The Dean’s College Search Memoir continues…
So, after deciding I could go nowhere other than SMALL LIBERAL ARTS COLLEGE, my parents and I grabbed lunch and rushed over to SMALL LIBERAL ARTS COLLEGE #2. It was pretty. They too had acres of land, lots of faculty, kids that liked to learn, study abroad… but I hated it. The man who did my information session was a super nice guy. But I didn’t feel anything. I just kept thinking “so…what?” In fact, during the campus tour I leaned over to my mom and said something like “um, I think I hate everyone. These are not my people.” (I was a bit capricious and dramatic and not super articulate at 17; forgive me).
This “hate” didn’t make sense: the two schools were nearly identical on paper, but my heart told me they were different. It wasn’t rational, but it was real.
ERDean’s Piece of Advice #3a: Keep in mind that sometimes schools will look the same or at least incredibly similar on paper (or in your case, on the internet)...but they are not. They will check all the same boxes: great programs, fantastic teachers, and lengthy lists of similar statistics, nearly identical student demographics, maybe even similar values, and a similar mission. FACT: According to Gallup, “the mission, purpose or vision statements of more than 50 higher education institutions share striking similarities, regardless of institution size, public or private status, land-grant status or religious affiliation, or for-profit or not-for-profit status.”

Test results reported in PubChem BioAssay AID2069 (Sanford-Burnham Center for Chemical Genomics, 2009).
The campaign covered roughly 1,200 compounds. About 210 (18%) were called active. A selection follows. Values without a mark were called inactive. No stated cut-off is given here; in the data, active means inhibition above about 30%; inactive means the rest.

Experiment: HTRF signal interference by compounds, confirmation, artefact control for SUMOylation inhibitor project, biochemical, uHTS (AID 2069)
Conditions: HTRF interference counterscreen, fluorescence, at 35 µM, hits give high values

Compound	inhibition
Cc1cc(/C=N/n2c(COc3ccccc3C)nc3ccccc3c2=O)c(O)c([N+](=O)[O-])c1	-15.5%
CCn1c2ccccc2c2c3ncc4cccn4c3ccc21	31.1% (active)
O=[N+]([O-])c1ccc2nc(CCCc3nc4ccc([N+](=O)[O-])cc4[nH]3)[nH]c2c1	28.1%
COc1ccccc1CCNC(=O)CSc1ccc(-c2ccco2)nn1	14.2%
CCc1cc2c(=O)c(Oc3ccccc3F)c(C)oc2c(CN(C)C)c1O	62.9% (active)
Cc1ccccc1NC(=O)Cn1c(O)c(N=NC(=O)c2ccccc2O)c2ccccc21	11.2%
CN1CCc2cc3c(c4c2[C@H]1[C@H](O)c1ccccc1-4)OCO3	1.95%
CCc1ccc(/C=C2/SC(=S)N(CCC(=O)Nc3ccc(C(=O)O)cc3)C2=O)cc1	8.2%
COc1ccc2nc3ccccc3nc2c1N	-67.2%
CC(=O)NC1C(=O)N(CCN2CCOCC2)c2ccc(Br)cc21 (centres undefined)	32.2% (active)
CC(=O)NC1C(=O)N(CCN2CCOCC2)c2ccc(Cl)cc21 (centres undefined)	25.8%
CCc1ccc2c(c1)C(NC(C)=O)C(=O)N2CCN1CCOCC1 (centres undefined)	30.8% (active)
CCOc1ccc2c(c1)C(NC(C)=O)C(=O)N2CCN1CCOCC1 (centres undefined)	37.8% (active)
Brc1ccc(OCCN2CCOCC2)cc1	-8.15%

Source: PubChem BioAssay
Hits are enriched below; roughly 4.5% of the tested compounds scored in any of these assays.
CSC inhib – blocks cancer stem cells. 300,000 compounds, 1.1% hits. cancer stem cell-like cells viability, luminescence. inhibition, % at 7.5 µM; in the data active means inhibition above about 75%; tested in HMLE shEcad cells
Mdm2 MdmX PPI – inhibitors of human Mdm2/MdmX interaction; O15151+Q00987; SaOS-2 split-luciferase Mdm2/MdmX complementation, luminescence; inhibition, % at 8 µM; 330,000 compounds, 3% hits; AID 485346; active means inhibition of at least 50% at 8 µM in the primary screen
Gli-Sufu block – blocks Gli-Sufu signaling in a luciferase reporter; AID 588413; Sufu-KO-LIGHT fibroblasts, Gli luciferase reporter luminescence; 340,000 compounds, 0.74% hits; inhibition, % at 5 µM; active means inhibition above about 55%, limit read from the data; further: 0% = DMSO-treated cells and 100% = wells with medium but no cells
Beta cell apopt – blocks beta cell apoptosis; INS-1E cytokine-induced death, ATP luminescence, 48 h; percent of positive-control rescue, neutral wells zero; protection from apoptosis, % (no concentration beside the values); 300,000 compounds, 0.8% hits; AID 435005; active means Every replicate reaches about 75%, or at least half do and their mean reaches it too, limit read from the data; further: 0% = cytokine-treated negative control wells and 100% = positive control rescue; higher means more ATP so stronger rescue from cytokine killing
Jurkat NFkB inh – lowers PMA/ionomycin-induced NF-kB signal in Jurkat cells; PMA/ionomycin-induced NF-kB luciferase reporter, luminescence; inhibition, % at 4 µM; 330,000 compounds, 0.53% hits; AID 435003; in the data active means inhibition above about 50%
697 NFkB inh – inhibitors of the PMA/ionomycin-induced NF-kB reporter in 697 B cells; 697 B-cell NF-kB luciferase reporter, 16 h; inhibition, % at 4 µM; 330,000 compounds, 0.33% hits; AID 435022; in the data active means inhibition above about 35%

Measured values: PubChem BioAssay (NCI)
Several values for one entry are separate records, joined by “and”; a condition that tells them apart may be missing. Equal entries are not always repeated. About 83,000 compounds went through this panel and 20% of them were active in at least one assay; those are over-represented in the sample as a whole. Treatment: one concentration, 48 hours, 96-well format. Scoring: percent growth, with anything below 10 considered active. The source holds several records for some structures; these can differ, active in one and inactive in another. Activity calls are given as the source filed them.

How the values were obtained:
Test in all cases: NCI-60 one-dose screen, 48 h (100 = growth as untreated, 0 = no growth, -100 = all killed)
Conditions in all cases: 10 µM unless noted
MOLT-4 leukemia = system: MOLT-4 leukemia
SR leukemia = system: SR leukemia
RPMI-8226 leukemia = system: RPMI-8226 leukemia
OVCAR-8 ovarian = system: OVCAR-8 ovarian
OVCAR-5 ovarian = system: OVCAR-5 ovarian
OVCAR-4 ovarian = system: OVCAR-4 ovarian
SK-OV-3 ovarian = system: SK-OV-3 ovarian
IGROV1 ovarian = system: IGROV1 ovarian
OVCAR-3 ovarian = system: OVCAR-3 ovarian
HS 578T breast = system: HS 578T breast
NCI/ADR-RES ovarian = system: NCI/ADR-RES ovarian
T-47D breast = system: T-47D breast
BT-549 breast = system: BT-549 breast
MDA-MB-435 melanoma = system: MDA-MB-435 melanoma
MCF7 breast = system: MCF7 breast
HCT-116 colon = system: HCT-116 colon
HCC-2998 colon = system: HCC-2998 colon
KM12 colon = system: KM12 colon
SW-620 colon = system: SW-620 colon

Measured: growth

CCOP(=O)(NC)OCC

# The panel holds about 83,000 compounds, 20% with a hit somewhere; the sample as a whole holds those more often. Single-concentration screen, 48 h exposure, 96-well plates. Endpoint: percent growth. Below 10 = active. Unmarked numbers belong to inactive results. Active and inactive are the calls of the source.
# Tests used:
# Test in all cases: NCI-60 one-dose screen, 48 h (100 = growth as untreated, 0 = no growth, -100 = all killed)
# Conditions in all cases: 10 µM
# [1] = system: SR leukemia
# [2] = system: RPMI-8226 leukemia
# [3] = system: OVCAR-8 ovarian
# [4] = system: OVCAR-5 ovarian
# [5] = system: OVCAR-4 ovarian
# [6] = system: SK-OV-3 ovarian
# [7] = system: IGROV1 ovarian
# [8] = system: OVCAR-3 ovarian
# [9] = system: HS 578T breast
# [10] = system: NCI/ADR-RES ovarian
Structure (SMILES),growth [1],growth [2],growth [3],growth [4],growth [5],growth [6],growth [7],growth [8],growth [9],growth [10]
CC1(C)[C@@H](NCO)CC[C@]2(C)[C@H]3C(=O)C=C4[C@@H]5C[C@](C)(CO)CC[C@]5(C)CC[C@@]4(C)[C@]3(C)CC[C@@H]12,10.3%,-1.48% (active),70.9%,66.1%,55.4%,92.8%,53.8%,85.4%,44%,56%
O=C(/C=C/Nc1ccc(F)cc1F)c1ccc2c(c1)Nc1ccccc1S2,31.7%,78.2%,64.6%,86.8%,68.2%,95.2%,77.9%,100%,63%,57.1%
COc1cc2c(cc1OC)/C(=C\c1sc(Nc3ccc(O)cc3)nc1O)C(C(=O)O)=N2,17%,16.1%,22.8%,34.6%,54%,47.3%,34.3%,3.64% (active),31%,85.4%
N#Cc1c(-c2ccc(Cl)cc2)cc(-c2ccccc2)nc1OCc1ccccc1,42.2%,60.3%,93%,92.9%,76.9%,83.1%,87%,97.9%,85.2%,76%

What’s one of the most popular ideas in college mission statements? Life-long learning. Now, don’t get me wrong; I am 100% in favor of life-long learning, a growth mindset, and living a life of the mind. But this idea has saturated the higher education marketplace and contributes to this blurring of schools. Combine these hard-to-distinguish mission statements with similar data points that you can read from afar, and it can be difficult to distinguish schools from one another. But I repeat: they are not the same. The character, the people, the vibe of a college or university, the way these mission statements are realized in the classroom and take shape across campus and in the community… that is what really makes the place. This is why visiting campuses and diving in to sources in and beyond the traditional admission material (blogs, students hosted snap-chats, events with alumni, sitting in a on class, eavesdropping in the campus center- seriously) are so important. They introduce the heart into what can be a very heady process.
And here’s a bonus… ERDean's Piece of Advice #3b: while I am telling you a story where the main character (me) had that “OMG this is it!” feeling while visiting a college campus, do not mistake that for a requirement in your college search. You may never have this wash of angels singing, especially on your first visit. You want to assess each place and check your gut, but don’t assume that you will have some over-the-top reaction to stepping foot on any particular campus. Especially if this is part of a lengthy college tour when you ate something sort of suspect at lunch and your little brother is annoying you and your dad won’t stop asking embarrassing questions… or if you’re not the kind of person that has big reactions. Knowing yourself is helpful in gauging your reactions.
Now go out and explore!
Up next: ERDean Applies to College